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Apparel buyers seek better fit

News, 07 June 2016

NEW YORK: Consumers come in all shapes and sizes, a detail that makes life difficult for apparel brands whose customers frequently complain of the poor fit of their purchases and who, a new survey says, would buy more – and more frequently – if that wasn't the case.

Body Labs, a maker of technology providing true-to-life 3D body models, polled 1,130 US adults regarding their retail purchasing behaviours and found that 64% of apparel shoppers and 57% of footwear shoppers said 'poor fit' was their biggest reason for returning items.

And there is significant potential for brands that can somehow close the gap between mass market and bespoke tailoring as 85% of clothing shoppers and 72% of footwear shoppers indicated they would purchase more if they could ensure a proper fit, while 58% said they would buy more frequently.

According to the 2016 Apparel & Footwear Retail Survey Report, clothes shopping isn't a happy experience for many people.

Nearly half of consumers said they hated trying on clothes, but the majority still went through the fitting process.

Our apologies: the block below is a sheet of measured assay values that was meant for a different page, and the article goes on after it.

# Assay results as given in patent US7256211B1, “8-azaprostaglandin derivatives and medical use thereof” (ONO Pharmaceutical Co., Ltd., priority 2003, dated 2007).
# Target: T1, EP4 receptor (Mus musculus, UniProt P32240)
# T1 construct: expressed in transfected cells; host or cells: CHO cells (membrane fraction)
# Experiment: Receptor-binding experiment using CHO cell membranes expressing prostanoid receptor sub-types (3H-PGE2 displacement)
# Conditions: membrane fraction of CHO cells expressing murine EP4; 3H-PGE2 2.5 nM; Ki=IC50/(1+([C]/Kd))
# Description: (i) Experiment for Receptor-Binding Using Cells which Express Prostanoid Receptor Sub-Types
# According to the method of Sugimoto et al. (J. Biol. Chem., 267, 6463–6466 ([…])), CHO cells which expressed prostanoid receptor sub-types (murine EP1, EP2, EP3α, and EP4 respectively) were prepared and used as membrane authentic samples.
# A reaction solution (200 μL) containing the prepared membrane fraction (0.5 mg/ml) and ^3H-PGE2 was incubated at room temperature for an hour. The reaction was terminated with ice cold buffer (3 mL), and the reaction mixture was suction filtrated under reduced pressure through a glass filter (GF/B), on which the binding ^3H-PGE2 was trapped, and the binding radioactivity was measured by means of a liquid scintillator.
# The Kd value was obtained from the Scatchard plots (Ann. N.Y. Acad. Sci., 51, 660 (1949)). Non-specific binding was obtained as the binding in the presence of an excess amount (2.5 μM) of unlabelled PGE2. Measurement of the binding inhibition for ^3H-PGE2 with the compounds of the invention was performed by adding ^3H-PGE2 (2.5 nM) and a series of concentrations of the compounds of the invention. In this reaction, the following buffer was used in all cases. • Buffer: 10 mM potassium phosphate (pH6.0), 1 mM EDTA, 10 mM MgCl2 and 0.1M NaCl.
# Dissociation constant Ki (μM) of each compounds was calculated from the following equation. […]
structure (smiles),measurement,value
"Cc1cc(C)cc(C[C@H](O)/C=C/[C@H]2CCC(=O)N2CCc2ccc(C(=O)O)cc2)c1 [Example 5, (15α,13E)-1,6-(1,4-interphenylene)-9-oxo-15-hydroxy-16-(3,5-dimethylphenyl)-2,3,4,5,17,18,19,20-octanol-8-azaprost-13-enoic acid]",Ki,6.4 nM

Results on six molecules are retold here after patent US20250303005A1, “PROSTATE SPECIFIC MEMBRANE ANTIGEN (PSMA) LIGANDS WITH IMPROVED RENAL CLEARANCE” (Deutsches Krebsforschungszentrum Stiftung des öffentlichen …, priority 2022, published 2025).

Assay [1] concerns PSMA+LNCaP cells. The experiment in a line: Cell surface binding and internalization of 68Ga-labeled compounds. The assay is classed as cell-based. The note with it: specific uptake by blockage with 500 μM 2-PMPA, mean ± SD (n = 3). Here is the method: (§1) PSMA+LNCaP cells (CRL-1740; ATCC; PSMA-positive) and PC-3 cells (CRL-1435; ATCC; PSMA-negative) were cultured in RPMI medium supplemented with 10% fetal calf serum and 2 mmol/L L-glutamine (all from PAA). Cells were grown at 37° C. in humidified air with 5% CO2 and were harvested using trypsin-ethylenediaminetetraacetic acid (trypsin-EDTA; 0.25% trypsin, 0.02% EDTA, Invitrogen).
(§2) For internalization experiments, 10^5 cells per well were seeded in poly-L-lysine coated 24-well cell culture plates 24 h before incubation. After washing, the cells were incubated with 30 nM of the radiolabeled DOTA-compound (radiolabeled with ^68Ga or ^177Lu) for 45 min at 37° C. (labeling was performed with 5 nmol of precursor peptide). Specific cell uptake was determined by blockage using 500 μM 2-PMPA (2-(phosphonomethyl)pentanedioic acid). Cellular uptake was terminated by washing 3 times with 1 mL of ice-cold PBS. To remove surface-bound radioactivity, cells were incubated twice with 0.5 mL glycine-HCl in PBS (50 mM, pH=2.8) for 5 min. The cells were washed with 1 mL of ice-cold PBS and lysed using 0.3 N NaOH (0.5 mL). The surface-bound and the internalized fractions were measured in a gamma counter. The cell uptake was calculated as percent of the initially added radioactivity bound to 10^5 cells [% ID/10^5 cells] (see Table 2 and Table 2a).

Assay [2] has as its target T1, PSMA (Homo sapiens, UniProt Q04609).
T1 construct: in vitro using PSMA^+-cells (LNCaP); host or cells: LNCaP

One third (34%) reported they were unsatisfied with traditional clothing sizes and between 22% and 25% of all online and in-store purchases were returned

And rather than waste time shopping around looking for the perfect fit most respondents preferred to head straight to those brands or retailers they knew from past experience would fit them.

"It's clear that shoppers are not satisfied with their experience when trying on clothes, and often times realize later that clothes don't fit and are forced to make returns," noted Bill O'Farrell, co-founder and CEO of Body Labs.

"If retailers could deliver a better fit experience personalized for each shopper," he suggested, "it would cut costs considerably from returns, restocking fees and logistical related costs for managing returned inventory."

And, he added, "a consumer pain point can be translated into an opportunity".

Data sourced from BodyLabs; additional content by Warc staff